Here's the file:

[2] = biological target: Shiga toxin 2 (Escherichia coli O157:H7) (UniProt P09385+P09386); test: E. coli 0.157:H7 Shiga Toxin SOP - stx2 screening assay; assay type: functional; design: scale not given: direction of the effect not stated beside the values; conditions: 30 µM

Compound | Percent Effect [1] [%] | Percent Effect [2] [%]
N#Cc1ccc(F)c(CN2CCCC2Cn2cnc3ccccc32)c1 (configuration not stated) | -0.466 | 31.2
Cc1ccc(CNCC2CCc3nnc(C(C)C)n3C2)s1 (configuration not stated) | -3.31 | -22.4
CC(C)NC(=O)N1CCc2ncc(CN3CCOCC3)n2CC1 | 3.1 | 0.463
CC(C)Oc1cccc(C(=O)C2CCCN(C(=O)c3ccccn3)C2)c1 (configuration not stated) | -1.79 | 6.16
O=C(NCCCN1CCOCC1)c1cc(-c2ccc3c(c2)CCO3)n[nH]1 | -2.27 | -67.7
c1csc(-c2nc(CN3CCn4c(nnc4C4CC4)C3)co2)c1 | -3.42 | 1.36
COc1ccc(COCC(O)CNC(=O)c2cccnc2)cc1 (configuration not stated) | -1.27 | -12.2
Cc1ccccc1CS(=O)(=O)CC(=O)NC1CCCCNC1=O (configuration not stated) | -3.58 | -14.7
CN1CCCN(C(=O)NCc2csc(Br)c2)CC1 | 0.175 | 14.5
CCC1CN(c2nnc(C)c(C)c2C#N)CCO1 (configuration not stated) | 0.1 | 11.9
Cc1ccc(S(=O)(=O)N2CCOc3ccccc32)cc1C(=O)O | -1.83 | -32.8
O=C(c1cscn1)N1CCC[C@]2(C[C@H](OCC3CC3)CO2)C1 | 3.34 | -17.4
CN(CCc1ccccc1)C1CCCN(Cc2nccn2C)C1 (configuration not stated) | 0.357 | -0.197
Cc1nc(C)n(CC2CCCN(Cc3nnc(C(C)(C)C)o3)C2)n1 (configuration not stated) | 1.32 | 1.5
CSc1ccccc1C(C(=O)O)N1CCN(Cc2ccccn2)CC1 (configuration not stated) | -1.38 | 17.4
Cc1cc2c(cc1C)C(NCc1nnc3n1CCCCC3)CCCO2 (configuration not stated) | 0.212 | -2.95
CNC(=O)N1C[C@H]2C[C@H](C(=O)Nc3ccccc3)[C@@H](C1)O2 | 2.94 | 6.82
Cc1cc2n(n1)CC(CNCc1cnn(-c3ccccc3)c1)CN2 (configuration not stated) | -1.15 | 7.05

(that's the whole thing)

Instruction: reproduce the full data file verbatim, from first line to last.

[2] = biological target: Shiga toxin 2 (Escherichia coli O157:H7) (UniProt P09385+P09386); test: E. coli 0.157:H7 Shiga Toxin SOP - stx2 screening assay; assay type: functional; design: scale not given: direction of the effect not stated beside the values; conditions: 30 µM

Compound | Percent Effect [1] [%] | Percent Effect [2] [%]
N#Cc1ccc(F)c(CN2CCCC2Cn2cnc3ccccc32)c1 (configuration not stated) | -0.466 | 31.2
Cc1ccc(CNCC2CCc3nnc(C(C)C)n3C2)s1 (configuration not stated) | -3.31 | -22.4
CC(C)NC(=O)N1CCc2ncc(CN3CCOCC3)n2CC1 | 3.1 | 0.463
CC(C)Oc1cccc(C(=O)C2CCCN(C(=O)c3ccccn3)C2)c1 (configuration not stated) | -1.79 | 6.16
O=C(NCCCN1CCOCC1)c1cc(-c2ccc3c(c2)CCO3)n[nH]1 | -2.27 | -67.7
c1csc(-c2nc(CN3CCn4c(nnc4C4CC4)C3)co2)c1 | -3.42 | 1.36
COc1ccc(COCC(O)CNC(=O)c2cccnc2)cc1 (configuration not stated) | -1.27 | -12.2
Cc1ccccc1CS(=O)(=O)CC(=O)NC1CCCCNC1=O (configuration not stated) | -3.58 | -14.7
CN1CCCN(C(=O)NCc2csc(Br)c2)CC1 | 0.175 | 14.5
CCC1CN(c2nnc(C)c(C)c2C#N)CCO1 (configuration not stated) | 0.1 | 11.9
Cc1ccc(S(=O)(=O)N2CCOc3ccccc32)cc1C(=O)O | -1.83 | -32.8
O=C(c1cscn1)N1CCC[C@]2(C[C@H](OCC3CC3)CO2)C1 | 3.34 | -17.4
CN(CCc1ccccc1)C1CCCN(Cc2nccn2C)C1 (configuration not stated) | 0.357 | -0.197
Cc1nc(C)n(CC2CCCN(Cc3nnc(C(C)(C)C)o3)C2)n1 (configuration not stated) | 1.32 | 1.5
CSc1ccccc1C(C(=O)O)N1CCN(Cc2ccccn2)CC1 (configuration not stated) | -1.38 | 17.4
Cc1cc2c(cc1C)C(NCc1nnc3n1CCCCC3)CCCO2 (configuration not stated) | 0.212 | -2.95
CNC(=O)N1C[C@H]2C[C@H](C(=O)Nc3ccccc3)[C@@H](C1)O2 | 2.94 | 6.82
Cc1cc2n(n1)CC(CNCc1cnn(-c3ccccc3)c1)CN2 (configuration not stated) | -1.15 | 7.05